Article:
European Journal of Biochemistry vol:152 issue:2 pages:253-7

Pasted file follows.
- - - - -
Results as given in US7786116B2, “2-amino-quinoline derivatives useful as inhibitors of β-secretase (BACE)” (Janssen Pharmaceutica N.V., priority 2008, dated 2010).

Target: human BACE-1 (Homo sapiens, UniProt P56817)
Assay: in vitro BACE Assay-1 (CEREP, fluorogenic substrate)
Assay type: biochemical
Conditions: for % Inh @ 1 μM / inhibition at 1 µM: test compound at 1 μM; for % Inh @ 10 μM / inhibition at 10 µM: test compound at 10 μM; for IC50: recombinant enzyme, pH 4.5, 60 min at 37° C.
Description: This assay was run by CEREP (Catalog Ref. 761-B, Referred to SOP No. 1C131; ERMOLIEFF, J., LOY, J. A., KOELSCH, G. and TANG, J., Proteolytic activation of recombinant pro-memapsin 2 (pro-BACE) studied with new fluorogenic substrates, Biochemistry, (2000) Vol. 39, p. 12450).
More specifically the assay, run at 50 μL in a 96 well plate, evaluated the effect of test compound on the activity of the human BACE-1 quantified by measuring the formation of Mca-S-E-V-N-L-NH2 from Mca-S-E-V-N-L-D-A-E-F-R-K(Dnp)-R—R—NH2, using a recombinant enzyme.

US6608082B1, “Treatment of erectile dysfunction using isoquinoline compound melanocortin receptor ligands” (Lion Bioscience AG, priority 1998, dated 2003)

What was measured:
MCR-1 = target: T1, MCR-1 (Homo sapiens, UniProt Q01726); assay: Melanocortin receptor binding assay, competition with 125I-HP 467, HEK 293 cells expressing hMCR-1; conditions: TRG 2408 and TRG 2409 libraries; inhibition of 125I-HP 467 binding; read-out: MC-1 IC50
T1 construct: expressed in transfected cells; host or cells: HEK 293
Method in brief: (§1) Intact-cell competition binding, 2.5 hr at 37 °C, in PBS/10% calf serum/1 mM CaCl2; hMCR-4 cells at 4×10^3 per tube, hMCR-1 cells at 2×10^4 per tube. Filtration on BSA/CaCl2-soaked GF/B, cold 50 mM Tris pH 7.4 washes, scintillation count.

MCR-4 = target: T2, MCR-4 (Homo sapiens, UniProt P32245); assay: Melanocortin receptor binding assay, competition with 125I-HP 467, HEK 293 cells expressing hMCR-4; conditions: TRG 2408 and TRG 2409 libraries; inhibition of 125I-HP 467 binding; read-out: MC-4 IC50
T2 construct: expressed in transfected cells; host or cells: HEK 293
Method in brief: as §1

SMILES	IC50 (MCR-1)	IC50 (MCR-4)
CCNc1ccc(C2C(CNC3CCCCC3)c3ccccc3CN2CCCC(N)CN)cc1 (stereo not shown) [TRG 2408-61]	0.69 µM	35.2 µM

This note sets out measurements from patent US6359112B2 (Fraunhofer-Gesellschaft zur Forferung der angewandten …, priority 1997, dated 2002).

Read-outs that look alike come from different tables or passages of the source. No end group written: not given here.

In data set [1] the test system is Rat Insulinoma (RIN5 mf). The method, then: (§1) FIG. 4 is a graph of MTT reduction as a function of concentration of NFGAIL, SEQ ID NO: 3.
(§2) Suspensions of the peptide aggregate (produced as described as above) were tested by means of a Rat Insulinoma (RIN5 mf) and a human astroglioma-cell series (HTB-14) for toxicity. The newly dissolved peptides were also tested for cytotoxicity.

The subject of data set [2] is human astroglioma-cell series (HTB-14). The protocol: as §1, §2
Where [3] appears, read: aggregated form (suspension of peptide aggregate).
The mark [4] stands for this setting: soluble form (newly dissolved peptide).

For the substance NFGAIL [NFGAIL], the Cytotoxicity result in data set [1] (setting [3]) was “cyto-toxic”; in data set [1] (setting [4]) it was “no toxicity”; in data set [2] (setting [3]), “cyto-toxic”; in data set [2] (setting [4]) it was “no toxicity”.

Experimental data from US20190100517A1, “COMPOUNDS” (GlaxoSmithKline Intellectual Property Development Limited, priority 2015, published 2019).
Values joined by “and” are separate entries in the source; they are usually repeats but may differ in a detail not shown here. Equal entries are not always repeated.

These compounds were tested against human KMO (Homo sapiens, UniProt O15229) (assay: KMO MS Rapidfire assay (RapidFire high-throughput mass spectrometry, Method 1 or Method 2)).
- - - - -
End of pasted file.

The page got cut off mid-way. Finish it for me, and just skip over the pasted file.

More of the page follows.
A human-leukocyte-derived antiviral protein (22-kDa factor), known to be an inducer of interferon-beta (IFN-beta) in fibroblastoid cells, and to be closely related to interleukin-1 (IL-1), was shown to likewise act as inducer of the mRNA of a 26-kDa secreted protein. This protein was first described as the gene product of an mRNA that is co-induced with the mRNA of IFN-beta by superinduction of fibroblasts (treatment with dsRNA and cycloheximide). Subsequently it was shown to be induced by treatment with cycloheximide only. The 22-kDa factor induced high levels of the 26-kDa-protein mRNA and low levels of IFN-beta mRNA. Addition of cycloheximide to the 22-kDa factor resulted in further significant increases in mRNA levels for both the 26-kDa-protein and IFN-beta. These observations add to the evidence already available that transcription of the genes for IFN-beta and the 26-kDa-protein are differently regulated. The observation that a factor that belongs to the IL-1 family induces the 26-kDa-protein suggest that the latter plays a role as an intermediary or effector molecule in inflammatory or immunoregulatory processes.